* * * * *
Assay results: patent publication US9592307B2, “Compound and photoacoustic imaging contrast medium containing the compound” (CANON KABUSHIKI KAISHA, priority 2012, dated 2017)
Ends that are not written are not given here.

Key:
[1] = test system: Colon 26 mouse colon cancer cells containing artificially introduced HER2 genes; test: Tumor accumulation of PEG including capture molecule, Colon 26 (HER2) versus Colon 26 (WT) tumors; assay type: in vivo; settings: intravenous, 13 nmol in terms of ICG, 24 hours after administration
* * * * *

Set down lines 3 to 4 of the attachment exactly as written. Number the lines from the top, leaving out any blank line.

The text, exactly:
Key:
[1] = test system: Colon 26 mouse colon cancer cells containing artificially introduced HER2 genes; test: Tumor accumulation of PEG including capture molecule, Colon 26 (HER2) versus Colon 26 (WT) tumors; assay type: in vivo; settings: intravenous, 13 nmol in terms of ICG, 24 hours after administration